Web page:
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DEVELOPMENT OF PIGMENTS AND COLOR USE IN PREHISTORIC TIMES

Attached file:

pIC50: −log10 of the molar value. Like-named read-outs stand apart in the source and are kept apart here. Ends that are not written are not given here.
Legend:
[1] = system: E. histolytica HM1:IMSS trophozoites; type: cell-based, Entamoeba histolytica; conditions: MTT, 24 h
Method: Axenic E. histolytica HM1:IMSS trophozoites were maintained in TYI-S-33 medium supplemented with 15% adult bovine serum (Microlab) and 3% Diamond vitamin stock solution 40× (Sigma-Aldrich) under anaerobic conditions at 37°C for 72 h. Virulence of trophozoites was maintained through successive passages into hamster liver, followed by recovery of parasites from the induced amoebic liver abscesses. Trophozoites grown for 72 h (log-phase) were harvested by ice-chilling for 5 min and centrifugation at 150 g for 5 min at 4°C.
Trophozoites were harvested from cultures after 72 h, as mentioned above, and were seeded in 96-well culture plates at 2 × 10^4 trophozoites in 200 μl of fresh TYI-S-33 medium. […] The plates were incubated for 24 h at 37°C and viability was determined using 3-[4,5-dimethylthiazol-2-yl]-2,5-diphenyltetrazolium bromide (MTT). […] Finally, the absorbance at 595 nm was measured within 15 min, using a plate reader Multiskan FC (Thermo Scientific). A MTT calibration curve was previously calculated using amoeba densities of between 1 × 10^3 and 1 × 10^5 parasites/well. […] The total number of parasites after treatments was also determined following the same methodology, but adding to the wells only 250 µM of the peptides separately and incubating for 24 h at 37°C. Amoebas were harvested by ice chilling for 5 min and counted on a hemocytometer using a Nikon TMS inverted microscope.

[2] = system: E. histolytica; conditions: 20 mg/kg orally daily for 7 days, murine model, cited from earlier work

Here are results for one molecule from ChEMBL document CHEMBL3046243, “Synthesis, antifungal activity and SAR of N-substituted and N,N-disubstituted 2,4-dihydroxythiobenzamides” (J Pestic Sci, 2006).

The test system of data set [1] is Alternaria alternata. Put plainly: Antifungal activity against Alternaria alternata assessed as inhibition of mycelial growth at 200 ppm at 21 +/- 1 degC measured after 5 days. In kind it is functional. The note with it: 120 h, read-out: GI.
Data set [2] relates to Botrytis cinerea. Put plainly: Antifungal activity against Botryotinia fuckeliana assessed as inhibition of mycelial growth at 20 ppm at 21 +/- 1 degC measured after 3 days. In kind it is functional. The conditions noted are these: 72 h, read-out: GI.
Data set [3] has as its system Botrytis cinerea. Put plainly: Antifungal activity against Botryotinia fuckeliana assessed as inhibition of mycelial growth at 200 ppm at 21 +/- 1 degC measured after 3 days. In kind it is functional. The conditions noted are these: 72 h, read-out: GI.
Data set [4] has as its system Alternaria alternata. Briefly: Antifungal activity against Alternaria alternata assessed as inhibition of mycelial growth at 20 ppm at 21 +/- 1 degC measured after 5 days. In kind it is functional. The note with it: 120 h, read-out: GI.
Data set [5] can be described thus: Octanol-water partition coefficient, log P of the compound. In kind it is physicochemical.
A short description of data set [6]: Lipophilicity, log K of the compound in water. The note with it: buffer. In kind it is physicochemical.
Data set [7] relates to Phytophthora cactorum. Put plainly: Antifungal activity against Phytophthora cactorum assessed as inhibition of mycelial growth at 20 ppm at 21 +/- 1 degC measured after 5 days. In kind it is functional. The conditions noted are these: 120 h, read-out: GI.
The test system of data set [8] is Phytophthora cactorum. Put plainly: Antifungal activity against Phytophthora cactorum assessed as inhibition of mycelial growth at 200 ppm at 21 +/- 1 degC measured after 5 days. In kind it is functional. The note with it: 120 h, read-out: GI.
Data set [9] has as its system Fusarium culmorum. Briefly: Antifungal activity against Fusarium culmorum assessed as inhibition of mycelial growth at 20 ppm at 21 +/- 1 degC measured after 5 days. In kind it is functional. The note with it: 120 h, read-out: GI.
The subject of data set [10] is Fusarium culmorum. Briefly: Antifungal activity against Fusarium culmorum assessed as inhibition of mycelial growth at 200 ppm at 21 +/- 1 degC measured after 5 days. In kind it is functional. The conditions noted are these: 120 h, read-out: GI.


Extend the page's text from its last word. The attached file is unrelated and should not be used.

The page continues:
Traditionally it is assumed, that the observed diversity of pigments in prehistoric times depended on our ancestors’ knowledge on locating sources of raw materials. The application of basic colours very often was associated only with certain ritual activities, simple life style and limited basic needs. Probably it could be attributed to particular prehistoric cultures and to a limited period of time. Our study demonstrates that the general trend is related to the evolution of colour vision and possibilities of humans to distinguish the variety of pigmentation. These are not simple skills or the gifts of nature. By the development of abstract thinking, the demand for diversity of colours rose rapidly and simple colour tones were supplemented with different shades, various intensities, the images became polychromatic and multilayered. Before commencing the painting, the surface was evened and background colour layer was applied. The paintings were made applying different pigments. In this context the necessity to locate raw material sources for variable pigments or to process them artificially is likely a consequence of the necessity for particular result rather than a simple motivation.